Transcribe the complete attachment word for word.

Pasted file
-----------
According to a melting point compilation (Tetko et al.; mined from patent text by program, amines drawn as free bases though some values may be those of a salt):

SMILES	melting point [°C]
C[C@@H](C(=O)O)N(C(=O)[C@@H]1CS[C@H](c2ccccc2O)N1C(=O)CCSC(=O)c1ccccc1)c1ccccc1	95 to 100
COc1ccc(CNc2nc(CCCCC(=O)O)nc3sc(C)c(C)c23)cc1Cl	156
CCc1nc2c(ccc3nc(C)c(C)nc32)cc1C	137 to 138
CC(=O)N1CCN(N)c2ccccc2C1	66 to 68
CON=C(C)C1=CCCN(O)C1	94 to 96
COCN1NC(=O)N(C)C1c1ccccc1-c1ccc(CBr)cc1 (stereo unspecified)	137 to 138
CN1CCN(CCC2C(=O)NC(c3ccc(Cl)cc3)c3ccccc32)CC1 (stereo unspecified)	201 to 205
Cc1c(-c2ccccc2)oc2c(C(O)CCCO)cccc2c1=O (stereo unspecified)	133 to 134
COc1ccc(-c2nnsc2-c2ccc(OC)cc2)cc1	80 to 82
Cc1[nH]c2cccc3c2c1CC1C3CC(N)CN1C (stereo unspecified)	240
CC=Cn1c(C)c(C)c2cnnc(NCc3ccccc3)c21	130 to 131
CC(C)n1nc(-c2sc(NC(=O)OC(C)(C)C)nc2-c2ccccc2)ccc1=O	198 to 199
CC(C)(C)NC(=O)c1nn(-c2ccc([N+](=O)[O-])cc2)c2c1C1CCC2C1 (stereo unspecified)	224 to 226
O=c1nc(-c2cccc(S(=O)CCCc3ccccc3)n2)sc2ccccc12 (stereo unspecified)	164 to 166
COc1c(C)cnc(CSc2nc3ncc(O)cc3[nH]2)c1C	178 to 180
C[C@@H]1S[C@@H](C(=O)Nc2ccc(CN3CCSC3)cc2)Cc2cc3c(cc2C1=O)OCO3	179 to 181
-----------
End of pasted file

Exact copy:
According to a melting point compilation (Tetko et al.; mined from patent text by program, amines drawn as free bases though some values may be those of a salt):

SMILES	melting point [°C]
C[C@@H](C(=O)O)N(C(=O)[C@@H]1CS[C@H](c2ccccc2O)N1C(=O)CCSC(=O)c1ccccc1)c1ccccc1	95 to 100
COc1ccc(CNc2nc(CCCCC(=O)O)nc3sc(C)c(C)c23)cc1Cl	156
CCc1nc2c(ccc3nc(C)c(C)nc32)cc1C	137 to 138
CC(=O)N1CCN(N)c2ccccc2C1	66 to 68
CON=C(C)C1=CCCN(O)C1	94 to 96
COCN1NC(=O)N(C)C1c1ccccc1-c1ccc(CBr)cc1 (stereo unspecified)	137 to 138
CN1CCN(CCC2C(=O)NC(c3ccc(Cl)cc3)c3ccccc32)CC1 (stereo unspecified)	201 to 205
Cc1c(-c2ccccc2)oc2c(C(O)CCCO)cccc2c1=O (stereo unspecified)	133 to 134
COc1ccc(-c2nnsc2-c2ccc(OC)cc2)cc1	80 to 82
Cc1[nH]c2cccc3c2c1CC1C3CC(N)CN1C (stereo unspecified)	240
CC=Cn1c(C)c(C)c2cnnc(NCc3ccccc3)c21	130 to 131
CC(C)n1nc(-c2sc(NC(=O)OC(C)(C)C)nc2-c2ccccc2)ccc1=O	198 to 199
CC(C)(C)NC(=O)c1nn(-c2ccc([N+](=O)[O-])cc2)c2c1C1CCC2C1 (stereo unspecified)	224 to 226
O=c1nc(-c2cccc(S(=O)CCCc3ccccc3)n2)sc2ccccc12 (stereo unspecified)	164 to 166
COc1c(C)cnc(CSc2nc3ncc(O)cc3[nH]2)c1C	178 to 180
C[C@@H]1S[C@@H](C(=O)Nc2ccc(CN3CCSC3)cc2)Cc2cc3c(cc2C1=O)OCO3	179 to 181